But we’re going to continue to be mindful of the responsibility that we have to communicate with those who have potentially been affected, to be as transparent as possible about the ongoing investigation while also protecting the ability of our investigators to do their important work, too.
Q And one last thing. You kind of implied yesterday that as part of this dialogue that’s going on with the Chinese that issues about cybersecurity would be raised behind closed doors. I'm wondering if the President plans to raise cybersecurity issues when Chinese officials visit the White House later today.
MR. EARNEST: I don’t have any aspect of the meeting to preview, but let’s touch base after the meeting and maybe I'll be able to provide you some additional details about their discussion.
Q Josh, what is the origin of the phrase “fusion cell”? I’ve heard of “working group”, I’ve heard of “task force.” I’ve never heard of a “fusion cell.”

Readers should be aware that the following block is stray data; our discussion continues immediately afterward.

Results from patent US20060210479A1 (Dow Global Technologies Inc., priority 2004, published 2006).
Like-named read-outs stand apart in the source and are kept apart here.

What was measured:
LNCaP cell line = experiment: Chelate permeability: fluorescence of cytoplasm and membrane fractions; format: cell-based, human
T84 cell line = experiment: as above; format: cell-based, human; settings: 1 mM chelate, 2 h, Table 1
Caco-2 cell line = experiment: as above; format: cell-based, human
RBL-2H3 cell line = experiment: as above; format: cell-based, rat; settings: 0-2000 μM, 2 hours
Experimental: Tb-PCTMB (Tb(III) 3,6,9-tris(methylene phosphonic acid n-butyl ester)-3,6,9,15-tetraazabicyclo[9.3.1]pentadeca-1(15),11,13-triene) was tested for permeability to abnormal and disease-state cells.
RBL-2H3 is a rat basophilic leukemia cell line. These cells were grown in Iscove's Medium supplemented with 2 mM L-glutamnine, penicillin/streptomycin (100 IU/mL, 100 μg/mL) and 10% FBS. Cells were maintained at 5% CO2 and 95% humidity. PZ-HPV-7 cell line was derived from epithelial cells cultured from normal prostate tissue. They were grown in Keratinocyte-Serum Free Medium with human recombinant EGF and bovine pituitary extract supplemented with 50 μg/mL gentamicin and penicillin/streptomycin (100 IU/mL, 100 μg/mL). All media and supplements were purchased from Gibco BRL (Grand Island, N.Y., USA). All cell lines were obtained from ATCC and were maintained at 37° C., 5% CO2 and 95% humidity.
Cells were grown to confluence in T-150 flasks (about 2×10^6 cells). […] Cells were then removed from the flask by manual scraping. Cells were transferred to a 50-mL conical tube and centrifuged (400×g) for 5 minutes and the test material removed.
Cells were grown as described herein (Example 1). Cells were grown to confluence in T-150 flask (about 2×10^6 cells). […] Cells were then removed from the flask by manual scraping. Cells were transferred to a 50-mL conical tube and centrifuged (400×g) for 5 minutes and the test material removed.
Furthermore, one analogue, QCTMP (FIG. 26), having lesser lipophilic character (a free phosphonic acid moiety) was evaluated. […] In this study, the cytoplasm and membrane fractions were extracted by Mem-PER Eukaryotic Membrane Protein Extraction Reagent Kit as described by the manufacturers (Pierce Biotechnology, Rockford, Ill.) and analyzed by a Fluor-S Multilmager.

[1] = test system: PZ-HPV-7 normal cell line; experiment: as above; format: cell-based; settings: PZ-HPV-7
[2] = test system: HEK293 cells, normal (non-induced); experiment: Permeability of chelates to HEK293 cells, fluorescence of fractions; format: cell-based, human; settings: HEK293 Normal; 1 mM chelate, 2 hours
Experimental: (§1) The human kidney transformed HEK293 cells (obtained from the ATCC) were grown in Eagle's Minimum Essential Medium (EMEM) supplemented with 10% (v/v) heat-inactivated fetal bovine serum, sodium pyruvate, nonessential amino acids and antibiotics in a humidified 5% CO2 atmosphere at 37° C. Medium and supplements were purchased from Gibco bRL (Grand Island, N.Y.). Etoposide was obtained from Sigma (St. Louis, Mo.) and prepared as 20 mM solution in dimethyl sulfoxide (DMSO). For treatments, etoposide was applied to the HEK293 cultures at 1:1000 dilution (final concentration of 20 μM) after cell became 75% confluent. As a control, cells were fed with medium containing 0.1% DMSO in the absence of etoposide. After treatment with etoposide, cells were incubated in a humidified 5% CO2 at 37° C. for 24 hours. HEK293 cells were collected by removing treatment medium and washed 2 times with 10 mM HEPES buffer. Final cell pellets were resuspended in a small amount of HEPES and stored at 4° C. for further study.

MR. EARNEST: I’m not sure of the origin of the word. I think what they’re trying to illustrate is that they’re trying to bring together, essentially to fuse together the efforts of the variety of government agencies that are involved in trying to rescue American citizens. And so that means making sure that the efforts by the intel community are fused together with the efforts of the military, are fused together with the efforts of our diplomatic core to make sure that those actions are reinforcing one another and are properly coordinated to maximize the likelihood of success.
Q Are you aware of any other fusion cells in government? (Laughter.)
MR. EARNEST: Not off the top of my head. Not off the top of my head.
Q You’ll get back to me?
MR. EARNEST: I’ll take a look at it.